Thursday, April 21, 2011

Phl boosts campaign against human trafficking

The Philippine Star
April 21, 2011
By Edu Punay

MANILA, Philippines - The government has boosted its campaign against human trafficking operations in the country after joining forces with US-based human rights organization International Justice Mission (IJM).

In a memorandum of agreement (MOA) signed yesterday afternoon, the Department of Justice (DOJ) and IJM committed to collaborate in combating trafficking and other violent exploitation of Filipino women and children through intensified rescue of victims and prosecution of perpetrators.

Under the MOA, the IJM would provide assistance to concerned agents of the National Bureau of Investigation, DOJ’s law enforcement arm, in terms of technical, legal and logistic support, capacity-building training, and prosecution of cases.

The non-government organization based in Washington also vowed to train NBI agents and DOJ prosecutors based on an updated manual on anti-human trafficking law enforcement and prosecution.

IJM national director for the Philippines Andrey Sawchenko said the move was part of their group’s commitment “to actively seek the protection of the law for those who most need it.”

“For those who are even now suffering in silence, victimized by traffickers and unable to win their own freedom, well-intentioned words will not be enough. They need rescue. They need security. They need to know that the public justice system will be working on their behalf,” he said.

The DOJ, for its part, vowed to strengthen anti-trafficking operations in Metro Manila, Cebu City and Angeles City in Pampanga - key areas identified to have relatively high rates of trafficking activity.

It is also tasked to prioritize resolution of human trafficking complaints and monitor the cases when they reach the courts. The department and IJM, under the MOA, would coordinate on capacity-building projects.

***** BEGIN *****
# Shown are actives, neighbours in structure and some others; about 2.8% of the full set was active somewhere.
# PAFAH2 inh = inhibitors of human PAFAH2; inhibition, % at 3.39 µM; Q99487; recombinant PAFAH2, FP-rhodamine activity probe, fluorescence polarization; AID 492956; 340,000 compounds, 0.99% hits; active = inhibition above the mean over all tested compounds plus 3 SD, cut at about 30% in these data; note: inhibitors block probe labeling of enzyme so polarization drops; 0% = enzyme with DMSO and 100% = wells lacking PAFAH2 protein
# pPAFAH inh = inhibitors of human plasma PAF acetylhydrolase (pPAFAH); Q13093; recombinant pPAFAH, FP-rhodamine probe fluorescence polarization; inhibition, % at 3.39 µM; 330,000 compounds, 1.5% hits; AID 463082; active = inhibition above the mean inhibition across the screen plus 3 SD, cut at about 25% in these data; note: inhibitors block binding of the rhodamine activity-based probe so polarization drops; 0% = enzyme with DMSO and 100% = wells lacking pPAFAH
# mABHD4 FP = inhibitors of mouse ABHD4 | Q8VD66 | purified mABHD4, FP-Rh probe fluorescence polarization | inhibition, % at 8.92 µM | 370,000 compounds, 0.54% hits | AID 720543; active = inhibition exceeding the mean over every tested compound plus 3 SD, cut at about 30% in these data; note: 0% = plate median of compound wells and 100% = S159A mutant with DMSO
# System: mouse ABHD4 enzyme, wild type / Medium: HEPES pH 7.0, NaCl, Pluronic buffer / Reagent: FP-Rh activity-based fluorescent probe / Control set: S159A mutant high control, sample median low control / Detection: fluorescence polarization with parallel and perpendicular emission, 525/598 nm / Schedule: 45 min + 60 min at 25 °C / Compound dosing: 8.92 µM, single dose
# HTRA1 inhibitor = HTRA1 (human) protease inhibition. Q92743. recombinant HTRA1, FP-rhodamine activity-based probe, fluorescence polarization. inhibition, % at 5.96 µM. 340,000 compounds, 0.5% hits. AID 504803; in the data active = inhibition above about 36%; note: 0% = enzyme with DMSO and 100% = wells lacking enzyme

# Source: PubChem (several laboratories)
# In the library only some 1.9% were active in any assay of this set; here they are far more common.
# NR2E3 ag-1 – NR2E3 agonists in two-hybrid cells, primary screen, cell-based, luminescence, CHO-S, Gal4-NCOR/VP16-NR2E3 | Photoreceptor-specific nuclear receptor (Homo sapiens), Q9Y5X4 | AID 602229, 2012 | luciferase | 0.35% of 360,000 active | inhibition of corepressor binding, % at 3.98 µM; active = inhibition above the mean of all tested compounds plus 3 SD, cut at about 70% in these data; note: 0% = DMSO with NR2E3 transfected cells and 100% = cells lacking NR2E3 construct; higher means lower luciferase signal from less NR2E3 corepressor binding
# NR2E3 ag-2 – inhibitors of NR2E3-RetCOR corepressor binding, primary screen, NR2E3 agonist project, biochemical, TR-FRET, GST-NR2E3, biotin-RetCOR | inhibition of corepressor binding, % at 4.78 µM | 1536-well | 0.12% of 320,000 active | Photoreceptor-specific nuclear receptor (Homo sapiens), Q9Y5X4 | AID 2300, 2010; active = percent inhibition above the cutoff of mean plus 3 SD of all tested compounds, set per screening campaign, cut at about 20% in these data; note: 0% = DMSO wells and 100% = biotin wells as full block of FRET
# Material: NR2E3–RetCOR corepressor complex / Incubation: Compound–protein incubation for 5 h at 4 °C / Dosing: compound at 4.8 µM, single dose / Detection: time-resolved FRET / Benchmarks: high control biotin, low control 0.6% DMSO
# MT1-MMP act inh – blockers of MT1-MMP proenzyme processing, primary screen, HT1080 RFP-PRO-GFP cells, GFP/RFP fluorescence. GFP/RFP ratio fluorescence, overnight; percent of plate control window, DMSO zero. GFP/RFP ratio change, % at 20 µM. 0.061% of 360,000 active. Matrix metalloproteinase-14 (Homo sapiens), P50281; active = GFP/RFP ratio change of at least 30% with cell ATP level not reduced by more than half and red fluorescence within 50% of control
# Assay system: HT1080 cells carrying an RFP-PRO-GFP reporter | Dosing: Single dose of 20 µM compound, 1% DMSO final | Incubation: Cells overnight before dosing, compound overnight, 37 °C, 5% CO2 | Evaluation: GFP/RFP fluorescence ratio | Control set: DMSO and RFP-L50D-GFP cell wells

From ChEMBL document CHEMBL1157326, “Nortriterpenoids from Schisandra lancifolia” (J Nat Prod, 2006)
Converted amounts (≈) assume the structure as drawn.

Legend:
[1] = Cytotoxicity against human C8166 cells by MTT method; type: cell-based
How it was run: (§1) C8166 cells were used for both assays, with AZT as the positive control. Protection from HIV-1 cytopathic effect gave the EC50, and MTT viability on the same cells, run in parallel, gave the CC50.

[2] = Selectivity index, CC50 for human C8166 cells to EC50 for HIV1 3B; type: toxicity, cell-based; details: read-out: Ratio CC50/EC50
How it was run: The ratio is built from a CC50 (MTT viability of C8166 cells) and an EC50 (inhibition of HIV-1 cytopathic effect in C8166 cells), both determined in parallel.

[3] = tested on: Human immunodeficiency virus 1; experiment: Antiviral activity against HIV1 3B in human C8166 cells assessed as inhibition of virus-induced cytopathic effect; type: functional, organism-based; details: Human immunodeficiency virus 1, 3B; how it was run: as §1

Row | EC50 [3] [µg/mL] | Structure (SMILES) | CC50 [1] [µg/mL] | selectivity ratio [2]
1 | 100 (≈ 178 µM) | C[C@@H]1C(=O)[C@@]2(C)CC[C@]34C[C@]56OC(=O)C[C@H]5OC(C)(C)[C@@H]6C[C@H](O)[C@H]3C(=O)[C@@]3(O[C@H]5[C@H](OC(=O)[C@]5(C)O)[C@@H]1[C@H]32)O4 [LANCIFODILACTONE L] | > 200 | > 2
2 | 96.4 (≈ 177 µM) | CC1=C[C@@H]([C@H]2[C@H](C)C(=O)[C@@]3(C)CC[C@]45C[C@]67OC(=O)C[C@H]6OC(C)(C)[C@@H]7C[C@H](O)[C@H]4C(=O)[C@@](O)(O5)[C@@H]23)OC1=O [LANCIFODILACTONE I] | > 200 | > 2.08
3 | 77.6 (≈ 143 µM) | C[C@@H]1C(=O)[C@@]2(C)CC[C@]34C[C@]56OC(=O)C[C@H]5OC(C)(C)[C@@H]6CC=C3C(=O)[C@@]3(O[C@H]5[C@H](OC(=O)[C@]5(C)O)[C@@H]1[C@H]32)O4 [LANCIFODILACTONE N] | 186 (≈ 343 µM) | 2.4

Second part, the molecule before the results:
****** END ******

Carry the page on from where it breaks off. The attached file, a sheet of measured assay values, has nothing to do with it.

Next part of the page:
Justice Secretary Leila de Lima, in her message during the signing of MOA at the DOJ, cited the importance of IJM’s assistance in the government’s campaign against human trafficking operations.

“For so long, the Philippines has been seen as a haven for human traffickers, who use our nation as a source, destination and transit point for their operations. They’ve been met with so much success that trafficking in human beings is now considered worldwide as one of the most profitable criminal activities, next to the arms and illegal drug trade.

“Our aim is simple: succeed in removing the Philippines from their ‘trade route,’” said De Lima, also chair of the Inter-Agency Council Against Trafficking (IACAT).

Undersecretary Jose Vicente Salazar, DOJ official-in-charge of IACAT operations and human trafficking cases, also welcomed the MOA.

Earlier, DOJ officials have expressed optimism that the country would be removed from the Tier 2 watch list on human trafficking of the US State Department.


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